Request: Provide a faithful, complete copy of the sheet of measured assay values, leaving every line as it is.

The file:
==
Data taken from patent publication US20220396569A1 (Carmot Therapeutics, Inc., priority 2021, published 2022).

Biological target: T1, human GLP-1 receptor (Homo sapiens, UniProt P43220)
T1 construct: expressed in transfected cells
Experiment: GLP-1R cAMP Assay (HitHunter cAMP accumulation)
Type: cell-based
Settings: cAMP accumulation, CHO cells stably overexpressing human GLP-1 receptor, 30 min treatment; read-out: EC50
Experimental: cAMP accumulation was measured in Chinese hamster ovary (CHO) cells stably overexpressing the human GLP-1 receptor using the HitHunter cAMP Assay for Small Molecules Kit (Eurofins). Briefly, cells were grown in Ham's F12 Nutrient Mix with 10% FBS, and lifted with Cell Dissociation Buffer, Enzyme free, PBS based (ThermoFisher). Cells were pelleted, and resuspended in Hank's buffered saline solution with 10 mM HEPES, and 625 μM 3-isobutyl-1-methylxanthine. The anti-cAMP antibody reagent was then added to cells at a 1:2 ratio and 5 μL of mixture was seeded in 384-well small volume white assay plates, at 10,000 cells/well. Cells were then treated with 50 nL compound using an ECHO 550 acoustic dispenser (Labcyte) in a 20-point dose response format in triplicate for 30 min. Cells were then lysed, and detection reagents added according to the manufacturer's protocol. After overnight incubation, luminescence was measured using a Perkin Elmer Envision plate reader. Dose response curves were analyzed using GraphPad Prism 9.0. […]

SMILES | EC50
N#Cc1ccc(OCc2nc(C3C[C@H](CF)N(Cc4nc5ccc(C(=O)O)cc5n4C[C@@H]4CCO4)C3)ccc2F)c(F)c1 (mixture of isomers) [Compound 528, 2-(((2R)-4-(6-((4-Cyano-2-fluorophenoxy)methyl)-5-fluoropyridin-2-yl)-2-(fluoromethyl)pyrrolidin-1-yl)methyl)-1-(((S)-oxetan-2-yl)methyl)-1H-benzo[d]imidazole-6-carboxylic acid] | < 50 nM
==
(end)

Data taken from patent publication US20220396569A1 (Carmot Therapeutics, Inc., priority 2021, published 2022).

Biological target: T1, human GLP-1 receptor (Homo sapiens, UniProt P43220)
T1 construct: expressed in transfected cells
Experiment: GLP-1R cAMP Assay (HitHunter cAMP accumulation)
Type: cell-based
Settings: cAMP accumulation, CHO cells stably overexpressing human GLP-1 receptor, 30 min treatment; read-out: EC50
Experimental: cAMP accumulation was measured in Chinese hamster ovary (CHO) cells stably overexpressing the human GLP-1 receptor using the HitHunter cAMP Assay for Small Molecules Kit (Eurofins). Briefly, cells were grown in Ham's F12 Nutrient Mix with 10% FBS, and lifted with Cell Dissociation Buffer, Enzyme free, PBS based (ThermoFisher). Cells were pelleted, and resuspended in Hank's buffered saline solution with 10 mM HEPES, and 625 μM 3-isobutyl-1-methylxanthine. The anti-cAMP antibody reagent was then added to cells at a 1:2 ratio and 5 μL of mixture was seeded in 384-well small volume white assay plates, at 10,000 cells/well. Cells were then treated with 50 nL compound using an ECHO 550 acoustic dispenser (Labcyte) in a 20-point dose response format in triplicate for 30 min. Cells were then lysed, and detection reagents added according to the manufacturer's protocol. After overnight incubation, luminescence was measured using a Perkin Elmer Envision plate reader. Dose response curves were analyzed using GraphPad Prism 9.0. […]

SMILES | EC50
N#Cc1ccc(OCc2nc(C3C[C@H](CF)N(Cc4nc5ccc(C(=O)O)cc5n4C[C@@H]4CCO4)C3)ccc2F)c(F)c1 (mixture of isomers) [Compound 528, 2-(((2R)-4-(6-((4-Cyano-2-fluorophenoxy)methyl)-5-fluoropyridin-2-yl)-2-(fluoromethyl)pyrrolidin-1-yl)methyl)-1-(((S)-oxetan-2-yl)methyl)-1H-benzo[d]imidazole-6-carboxylic acid] | < 50 nM